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Rider-Waite Tarot Artist Pamela Colman Smith

Celebrate the life of Tarot's best and least known artist

Tarotcom Staff
Rider-Waite Tarot Artist Pamela Colman Smith

For many of us, the beloved Rider-Waite Tarot deck was our first introduction to the wonder of Tarot cards, and it remains the best-selling Tarot card deck of all time -- but can you name the artist behind its iconic imagery?

Talented Aquarius artist Pamela Colman Smith (February, 16 1878 - September 18, 1951), nicknamed "Pixie," created the 78 classic illustrations used in the Rider-Waite Tarot deck, but sadly her name isn't even on the box. She was just an artist hired to do a "job."

Little did Smith know at the time, the body of work she created would continue to deliver strength and inspiration to people all over the world to this day -- more than 60 years after her death!

After illustrating the Rider-Waite Tarot deck, Smith went on to participate in art shows and receive favorable reviews, but the sales of her work were slow, as female artists of the time were seen as taking away from men's means of providing for their families.

See the Pamela Colman Smith Commemorative Tarot Set by U.S. Games »

The origin of the Rider-Waite Tarot deck

In 1909, Waite commissioned Smith for a token fee to produce a series of allegorical Tarot paintings that would appeal to the art world. Under his guidance she produced the distinctive drawings that have become known as the basic design inspiration for most subsequent Tarot decks.

The "Pictorial Key to the Tarot" was published in 1909 by William Rider & Son of London, accompanied by Smith's black-and-white drawings and Waite's guide, "The Key to the Tarot."

In 1971, U.S. Games bought the right to publish the deck and published it as "The Rider Tarot Deck" due to copyright laws. Later editions evolved into the current name, "Rider-Waite Tarot," though some Tarot scholars prefer to call the deck "Waite-Smith Tarot" to recognize Smith's contribution.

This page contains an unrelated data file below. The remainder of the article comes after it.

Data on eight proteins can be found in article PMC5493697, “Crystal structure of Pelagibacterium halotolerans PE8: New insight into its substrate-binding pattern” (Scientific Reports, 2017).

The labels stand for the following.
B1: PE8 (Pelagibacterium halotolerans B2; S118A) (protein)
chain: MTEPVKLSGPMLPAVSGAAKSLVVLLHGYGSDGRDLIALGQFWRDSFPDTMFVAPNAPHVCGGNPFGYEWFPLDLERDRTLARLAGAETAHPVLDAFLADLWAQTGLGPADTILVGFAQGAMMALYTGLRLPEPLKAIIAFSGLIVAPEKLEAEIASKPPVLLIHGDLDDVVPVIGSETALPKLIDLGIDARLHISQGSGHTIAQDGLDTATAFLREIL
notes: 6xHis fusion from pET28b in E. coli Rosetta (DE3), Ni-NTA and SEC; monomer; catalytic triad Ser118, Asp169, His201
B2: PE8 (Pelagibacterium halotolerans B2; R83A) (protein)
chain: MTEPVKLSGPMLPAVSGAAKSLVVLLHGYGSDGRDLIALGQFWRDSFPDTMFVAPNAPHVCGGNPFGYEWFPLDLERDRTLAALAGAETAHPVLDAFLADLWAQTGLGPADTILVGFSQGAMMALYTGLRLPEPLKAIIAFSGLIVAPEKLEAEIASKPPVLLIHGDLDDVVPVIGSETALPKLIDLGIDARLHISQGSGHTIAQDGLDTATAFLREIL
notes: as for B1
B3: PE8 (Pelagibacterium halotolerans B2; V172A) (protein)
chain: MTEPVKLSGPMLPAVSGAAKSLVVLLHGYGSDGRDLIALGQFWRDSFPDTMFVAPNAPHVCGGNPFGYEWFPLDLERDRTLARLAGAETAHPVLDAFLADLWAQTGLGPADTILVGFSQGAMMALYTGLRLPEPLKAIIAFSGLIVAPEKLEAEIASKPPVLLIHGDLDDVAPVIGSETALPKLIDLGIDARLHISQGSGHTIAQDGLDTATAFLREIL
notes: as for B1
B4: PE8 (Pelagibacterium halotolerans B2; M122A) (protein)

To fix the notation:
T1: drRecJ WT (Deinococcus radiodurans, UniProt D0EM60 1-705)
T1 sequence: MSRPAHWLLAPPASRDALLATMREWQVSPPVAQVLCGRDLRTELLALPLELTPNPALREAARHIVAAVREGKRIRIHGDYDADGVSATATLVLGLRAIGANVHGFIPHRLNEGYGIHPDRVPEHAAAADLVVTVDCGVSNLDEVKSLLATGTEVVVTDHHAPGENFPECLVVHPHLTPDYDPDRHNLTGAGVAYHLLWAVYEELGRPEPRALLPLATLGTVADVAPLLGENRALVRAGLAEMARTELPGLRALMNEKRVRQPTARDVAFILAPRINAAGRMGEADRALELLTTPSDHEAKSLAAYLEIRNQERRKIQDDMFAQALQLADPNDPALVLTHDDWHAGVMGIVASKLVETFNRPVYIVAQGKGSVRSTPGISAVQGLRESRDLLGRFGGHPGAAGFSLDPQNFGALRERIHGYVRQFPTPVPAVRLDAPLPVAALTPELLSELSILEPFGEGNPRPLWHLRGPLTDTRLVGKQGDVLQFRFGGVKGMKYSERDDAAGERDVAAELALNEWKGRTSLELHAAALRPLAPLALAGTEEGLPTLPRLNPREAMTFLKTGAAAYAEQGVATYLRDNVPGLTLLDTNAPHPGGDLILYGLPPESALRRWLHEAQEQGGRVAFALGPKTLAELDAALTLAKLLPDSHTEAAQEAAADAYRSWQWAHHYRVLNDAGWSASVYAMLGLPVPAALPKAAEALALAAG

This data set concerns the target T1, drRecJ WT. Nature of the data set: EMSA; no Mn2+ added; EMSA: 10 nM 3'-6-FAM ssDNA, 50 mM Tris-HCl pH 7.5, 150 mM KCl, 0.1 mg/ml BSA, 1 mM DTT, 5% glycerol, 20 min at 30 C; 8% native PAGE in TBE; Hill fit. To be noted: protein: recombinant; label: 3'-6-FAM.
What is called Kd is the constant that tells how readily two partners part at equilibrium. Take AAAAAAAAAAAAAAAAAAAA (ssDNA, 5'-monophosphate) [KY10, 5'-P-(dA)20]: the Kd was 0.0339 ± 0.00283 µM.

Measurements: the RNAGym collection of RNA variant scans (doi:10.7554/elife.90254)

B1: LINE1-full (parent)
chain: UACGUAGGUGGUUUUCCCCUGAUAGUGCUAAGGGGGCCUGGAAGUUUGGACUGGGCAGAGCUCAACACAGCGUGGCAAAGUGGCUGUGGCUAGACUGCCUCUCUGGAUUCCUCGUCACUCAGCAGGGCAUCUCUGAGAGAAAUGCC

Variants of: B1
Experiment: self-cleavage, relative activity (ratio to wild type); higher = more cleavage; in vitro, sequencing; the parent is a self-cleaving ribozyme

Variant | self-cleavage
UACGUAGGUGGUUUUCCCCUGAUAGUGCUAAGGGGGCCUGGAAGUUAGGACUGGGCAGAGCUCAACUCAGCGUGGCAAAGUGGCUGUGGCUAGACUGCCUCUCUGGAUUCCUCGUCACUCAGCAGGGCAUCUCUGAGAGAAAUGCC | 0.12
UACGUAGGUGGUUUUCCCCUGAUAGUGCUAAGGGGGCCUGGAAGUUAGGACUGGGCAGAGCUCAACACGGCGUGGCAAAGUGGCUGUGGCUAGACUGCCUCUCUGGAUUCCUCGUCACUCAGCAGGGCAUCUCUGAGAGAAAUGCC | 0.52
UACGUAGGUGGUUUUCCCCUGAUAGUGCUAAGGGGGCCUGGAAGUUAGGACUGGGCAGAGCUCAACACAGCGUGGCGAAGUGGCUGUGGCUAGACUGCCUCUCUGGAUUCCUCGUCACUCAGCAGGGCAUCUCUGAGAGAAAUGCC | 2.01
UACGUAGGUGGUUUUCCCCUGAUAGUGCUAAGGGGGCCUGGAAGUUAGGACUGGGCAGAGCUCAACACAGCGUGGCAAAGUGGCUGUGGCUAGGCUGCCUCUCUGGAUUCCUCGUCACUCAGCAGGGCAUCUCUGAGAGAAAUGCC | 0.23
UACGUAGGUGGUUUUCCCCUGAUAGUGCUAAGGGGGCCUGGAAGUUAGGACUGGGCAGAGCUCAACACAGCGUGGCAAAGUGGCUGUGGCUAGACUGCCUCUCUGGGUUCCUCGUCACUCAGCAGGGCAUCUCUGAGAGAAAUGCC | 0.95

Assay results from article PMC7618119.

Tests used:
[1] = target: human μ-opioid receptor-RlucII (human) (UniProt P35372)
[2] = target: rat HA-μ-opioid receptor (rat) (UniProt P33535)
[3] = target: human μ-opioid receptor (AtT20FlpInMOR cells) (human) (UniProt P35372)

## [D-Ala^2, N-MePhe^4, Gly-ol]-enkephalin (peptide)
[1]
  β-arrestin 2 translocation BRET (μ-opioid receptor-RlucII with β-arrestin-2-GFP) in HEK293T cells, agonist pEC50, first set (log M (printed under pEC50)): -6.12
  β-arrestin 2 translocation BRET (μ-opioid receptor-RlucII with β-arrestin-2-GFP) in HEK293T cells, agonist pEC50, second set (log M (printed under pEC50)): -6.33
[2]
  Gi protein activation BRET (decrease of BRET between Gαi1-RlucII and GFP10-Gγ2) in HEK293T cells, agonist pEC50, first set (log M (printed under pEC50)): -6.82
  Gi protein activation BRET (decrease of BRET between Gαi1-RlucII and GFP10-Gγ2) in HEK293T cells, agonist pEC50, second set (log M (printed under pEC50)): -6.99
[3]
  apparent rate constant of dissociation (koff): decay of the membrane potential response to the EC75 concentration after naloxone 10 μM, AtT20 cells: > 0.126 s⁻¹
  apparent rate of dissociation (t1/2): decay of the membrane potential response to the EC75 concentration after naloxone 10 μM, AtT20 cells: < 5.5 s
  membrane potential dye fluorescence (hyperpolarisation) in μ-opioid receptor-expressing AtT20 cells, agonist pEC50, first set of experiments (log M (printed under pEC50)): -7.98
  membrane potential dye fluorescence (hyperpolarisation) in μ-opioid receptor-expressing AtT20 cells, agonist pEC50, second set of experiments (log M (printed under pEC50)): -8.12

A meaningful life unknown

After illustrating the Tarot deck, Smith went on to participate in art shows and receive favorable reviews, but the sales of her work were slow and she became lonely and disillusioned. Evidence can be found in a poem she wrote, "Alone," which detailed her despair.

After World War I, Smith received a small inheritance and leased a house for a time in an artist colony on the English coast. She continued writing and illustrating, though most of her work didn't make it to publication.

During World War II, as she suffered from physical and financial decline, she moved to Cornwall, where she eventually passed away in 1951, penniless and obscure. Smith never married, and she had no heirs other than the elderly woman who shared her flat in Cornwall.

When Smith died, all of her belongings were auctioned off to pay her debts, and aside from the early exhibitions that were moderately successful, much of her work has disappeared.

If not for her work illustrating the Rider-Waite Tarot deck, Pamela Colman Smith would be all but forgotten.

With more than six million Rider-Waite Tarot decks in print, and countless other Tarot decks based on her original designs, Smith continues to deliver hope and inspiration to those who use Tarot to enrich their daily lives.

She may have been lonely, but for all the lives she touched … she was never really alone.

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